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Pupils from Treorchy Comprehensive School awarded Youth Ambassador Status

Students from Treorchy Comprehensive School were invited to join the First Minister of Wales, The Rt Hon Mark Drakeford MS at the Wales National Srebrenica Commemoration Event at Cardiff and Vale College on Wednesday  6th July, after being awarded Youth Ambassador Status for a series of innovative projects and campaigns aimed to educate peers and the community.

The students were awarded the status last week at a presentation evening hosted at the Parc and Dare Theatre, Treorchy, by Rhondda Cynon Taf Mayor Councillor Wendy Treeby, after taking part in an innovative new pilot programme run by RCT Community Cohesion Officers.

The Youth Ambassador Programme is accredited and pupils who take part have the opportunity to gain a qualification for time, effort and work produced as well as obtaining a status certificate, demonstrating a commitment to challenging discrimination and promoting cohesion in Treorchy and the surrounding communities as Youth Ambassadors.

As part of the project, the pupils taking part attended training days with Abi Carter (Forensic Archaeologist, co-chair of Remembering Srebrenica Wales and voted as one of the most influential women in Wales) and Deputy Chair Geena Whiteman, who talked to them about Hate Crime and genocide, specifically the genocide that occurred in Srebrenica, Bosnia 1995.  The pupils were then tasked with developing a project to commemorate the lives lost in Srebrenica and raise awareness of the genocide and war crimes that occurred there.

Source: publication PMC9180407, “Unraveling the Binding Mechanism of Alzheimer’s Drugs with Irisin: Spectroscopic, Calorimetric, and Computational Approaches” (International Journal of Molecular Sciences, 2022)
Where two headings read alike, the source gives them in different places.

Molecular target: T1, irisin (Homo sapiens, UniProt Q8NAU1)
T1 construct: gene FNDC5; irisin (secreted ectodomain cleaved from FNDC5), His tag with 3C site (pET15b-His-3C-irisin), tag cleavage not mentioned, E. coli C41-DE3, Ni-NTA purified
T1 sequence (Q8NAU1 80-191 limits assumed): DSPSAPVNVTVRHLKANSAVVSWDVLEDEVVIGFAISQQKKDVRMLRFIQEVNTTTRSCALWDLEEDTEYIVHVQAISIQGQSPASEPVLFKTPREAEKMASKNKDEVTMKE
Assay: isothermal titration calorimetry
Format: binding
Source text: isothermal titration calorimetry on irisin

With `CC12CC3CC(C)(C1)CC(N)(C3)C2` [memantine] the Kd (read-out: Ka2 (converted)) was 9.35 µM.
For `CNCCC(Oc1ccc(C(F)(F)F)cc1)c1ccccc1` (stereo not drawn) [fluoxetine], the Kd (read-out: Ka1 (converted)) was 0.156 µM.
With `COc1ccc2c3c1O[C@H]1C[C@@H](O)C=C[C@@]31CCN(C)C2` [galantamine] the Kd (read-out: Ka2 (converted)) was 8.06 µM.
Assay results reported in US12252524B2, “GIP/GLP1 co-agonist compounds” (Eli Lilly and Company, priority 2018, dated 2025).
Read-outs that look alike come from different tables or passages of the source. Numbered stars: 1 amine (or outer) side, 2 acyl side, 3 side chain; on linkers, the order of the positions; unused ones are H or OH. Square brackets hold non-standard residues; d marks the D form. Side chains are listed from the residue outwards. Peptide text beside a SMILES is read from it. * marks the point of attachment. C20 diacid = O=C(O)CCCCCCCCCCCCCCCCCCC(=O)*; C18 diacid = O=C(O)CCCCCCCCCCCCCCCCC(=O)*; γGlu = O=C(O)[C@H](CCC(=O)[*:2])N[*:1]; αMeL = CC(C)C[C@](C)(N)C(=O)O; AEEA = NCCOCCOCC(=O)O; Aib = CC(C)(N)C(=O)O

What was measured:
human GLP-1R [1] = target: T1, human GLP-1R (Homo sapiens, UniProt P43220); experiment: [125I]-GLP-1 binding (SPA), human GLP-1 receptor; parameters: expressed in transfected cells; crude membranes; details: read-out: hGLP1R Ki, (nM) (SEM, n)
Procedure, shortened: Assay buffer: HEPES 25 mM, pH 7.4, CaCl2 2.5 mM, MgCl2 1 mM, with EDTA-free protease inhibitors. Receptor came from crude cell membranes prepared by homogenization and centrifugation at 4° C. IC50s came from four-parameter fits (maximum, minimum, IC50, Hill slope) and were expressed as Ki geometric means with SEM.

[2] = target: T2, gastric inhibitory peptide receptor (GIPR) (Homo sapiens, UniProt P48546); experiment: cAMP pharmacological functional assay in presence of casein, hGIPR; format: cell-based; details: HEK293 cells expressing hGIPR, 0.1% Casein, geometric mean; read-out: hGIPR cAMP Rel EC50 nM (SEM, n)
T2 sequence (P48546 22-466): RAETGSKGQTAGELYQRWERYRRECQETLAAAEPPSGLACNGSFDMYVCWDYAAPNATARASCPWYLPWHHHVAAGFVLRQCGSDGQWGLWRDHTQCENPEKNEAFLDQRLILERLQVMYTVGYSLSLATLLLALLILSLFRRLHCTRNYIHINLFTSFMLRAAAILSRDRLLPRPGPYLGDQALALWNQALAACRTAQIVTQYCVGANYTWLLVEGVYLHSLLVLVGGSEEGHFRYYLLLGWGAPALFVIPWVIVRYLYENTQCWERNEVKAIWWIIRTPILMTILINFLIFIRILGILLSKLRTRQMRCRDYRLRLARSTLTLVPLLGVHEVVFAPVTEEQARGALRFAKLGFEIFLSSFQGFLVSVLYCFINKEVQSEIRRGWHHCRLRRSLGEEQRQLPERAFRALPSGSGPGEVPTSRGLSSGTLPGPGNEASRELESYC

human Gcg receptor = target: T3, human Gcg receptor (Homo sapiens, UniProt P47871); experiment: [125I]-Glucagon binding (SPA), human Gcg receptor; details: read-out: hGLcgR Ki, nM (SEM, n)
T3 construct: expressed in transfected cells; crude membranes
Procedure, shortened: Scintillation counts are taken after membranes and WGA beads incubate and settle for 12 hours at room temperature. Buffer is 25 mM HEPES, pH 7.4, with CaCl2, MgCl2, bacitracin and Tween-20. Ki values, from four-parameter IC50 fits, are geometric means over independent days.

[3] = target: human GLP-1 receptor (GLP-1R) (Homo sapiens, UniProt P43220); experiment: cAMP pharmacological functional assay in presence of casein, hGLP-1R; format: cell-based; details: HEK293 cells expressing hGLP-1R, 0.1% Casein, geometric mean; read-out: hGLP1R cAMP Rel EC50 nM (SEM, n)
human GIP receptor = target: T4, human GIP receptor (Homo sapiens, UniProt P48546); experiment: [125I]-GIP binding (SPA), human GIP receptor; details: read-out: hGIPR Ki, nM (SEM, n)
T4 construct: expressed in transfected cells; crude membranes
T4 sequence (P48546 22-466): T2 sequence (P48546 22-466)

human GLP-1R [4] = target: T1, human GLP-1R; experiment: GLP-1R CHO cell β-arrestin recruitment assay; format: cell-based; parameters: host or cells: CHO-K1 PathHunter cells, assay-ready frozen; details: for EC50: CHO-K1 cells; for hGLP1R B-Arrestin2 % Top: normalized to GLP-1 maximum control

The projects were presented last week during a Presentation Evening at the Parc and Dare Theatre, Treorchy. The evening was attended by the Mayor, Chief Inspector for Community Safety, Abi Carter and Bosnian survivor Alina Reis, who acted as a panel of judges to choose a winning project. All of the projects were outstanding, with an impressive amount of effort put into the campaigns by the pupils.

Councillor Rhys Lewis, Cabinet Member for Education, Youth Participation & Welsh Language, said: 

“The name Srebrenica has become synonymous with those dark days in July 1995 when, in the first ever United Nations declared safe area, thousands of men and boys were systematically murdered and buried in mass graves. The victims, who were Muslim, were selected for death on the basis of their identity. This was the worst atrocity on European soil since the Second World War.

We pride ourselves on our tradition of welcome in Wales, but the memory of Srebrenica is an important reminder of where discrimination, exclusion and the promotion of hatred and extremism can lead. We are committed to tackling all forms of hatred and intolerance in Rhondda Cynon Taf, and we are proud to follow the lead of our young people in this regard. 

I feel confident that the future of our communities are in safe hands when young people in Rhondda Cynon Taf show such initiative, curiosity and passion.

I would strongly encourage residents who want to learn more to visit the Remembering Srebrenica exhibition in Cynon Valley Museum, available to view until July 11th.